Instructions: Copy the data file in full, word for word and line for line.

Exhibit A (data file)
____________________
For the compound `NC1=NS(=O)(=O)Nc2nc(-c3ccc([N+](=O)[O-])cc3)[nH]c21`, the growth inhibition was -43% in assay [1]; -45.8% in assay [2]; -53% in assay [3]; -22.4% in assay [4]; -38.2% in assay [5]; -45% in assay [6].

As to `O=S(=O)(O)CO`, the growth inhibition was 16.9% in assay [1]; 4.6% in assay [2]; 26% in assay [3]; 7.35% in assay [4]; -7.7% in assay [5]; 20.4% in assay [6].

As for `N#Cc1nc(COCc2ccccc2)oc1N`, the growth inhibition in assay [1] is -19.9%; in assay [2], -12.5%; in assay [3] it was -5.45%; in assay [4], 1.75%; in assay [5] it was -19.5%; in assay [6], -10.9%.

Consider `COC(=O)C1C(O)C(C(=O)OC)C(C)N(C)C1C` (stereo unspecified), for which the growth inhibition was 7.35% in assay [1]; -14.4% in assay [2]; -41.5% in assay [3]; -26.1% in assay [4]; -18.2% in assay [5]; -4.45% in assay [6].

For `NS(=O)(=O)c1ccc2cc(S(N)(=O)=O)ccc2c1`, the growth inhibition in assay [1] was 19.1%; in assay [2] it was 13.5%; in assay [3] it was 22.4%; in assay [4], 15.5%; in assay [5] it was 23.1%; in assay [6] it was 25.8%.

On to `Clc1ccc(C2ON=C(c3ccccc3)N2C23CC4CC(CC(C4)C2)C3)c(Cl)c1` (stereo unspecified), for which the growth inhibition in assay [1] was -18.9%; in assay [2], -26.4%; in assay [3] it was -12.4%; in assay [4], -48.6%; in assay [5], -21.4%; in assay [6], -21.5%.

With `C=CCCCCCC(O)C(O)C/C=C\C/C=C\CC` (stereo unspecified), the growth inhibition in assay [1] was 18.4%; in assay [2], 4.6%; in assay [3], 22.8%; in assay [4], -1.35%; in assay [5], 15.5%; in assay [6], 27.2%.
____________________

For the compound `NC1=NS(=O)(=O)Nc2nc(-c3ccc([N+](=O)[O-])cc3)[nH]c21`, the growth inhibition was -43% in assay [1]; -45.8% in assay [2]; -53% in assay [3]; -22.4% in assay [4]; -38.2% in assay [5]; -45% in assay [6].

As to `O=S(=O)(O)CO`, the growth inhibition was 16.9% in assay [1]; 4.6% in assay [2]; 26% in assay [3]; 7.35% in assay [4]; -7.7% in assay [5]; 20.4% in assay [6].

As for `N#Cc1nc(COCc2ccccc2)oc1N`, the growth inhibition in assay [1] is -19.9%; in assay [2], -12.5%; in assay [3] it was -5.45%; in assay [4], 1.75%; in assay [5] it was -19.5%; in assay [6], -10.9%.

Consider `COC(=O)C1C(O)C(C(=O)OC)C(C)N(C)C1C` (stereo unspecified), for which the growth inhibition was 7.35% in assay [1]; -14.4% in assay [2]; -41.5% in assay [3]; -26.1% in assay [4]; -18.2% in assay [5]; -4.45% in assay [6].

For `NS(=O)(=O)c1ccc2cc(S(N)(=O)=O)ccc2c1`, the growth inhibition in assay [1] was 19.1%; in assay [2] it was 13.5%; in assay [3] it was 22.4%; in assay [4], 15.5%; in assay [5] it was 23.1%; in assay [6] it was 25.8%.

On to `Clc1ccc(C2ON=C(c3ccccc3)N2C23CC4CC(CC(C4)C2)C3)c(Cl)c1` (stereo unspecified), for which the growth inhibition in assay [1] was -18.9%; in assay [2], -26.4%; in assay [3] it was -12.4%; in assay [4], -48.6%; in assay [5], -21.4%; in assay [6], -21.5%.

With `C=CCCCCCC(O)C(O)C/C=C\C/C=C\CC` (stereo unspecified), the growth inhibition in assay [1] was 18.4%; in assay [2], 4.6%; in assay [3], 22.8%; in assay [4], -1.35%; in assay [5], 15.5%; in assay [6], 27.2%.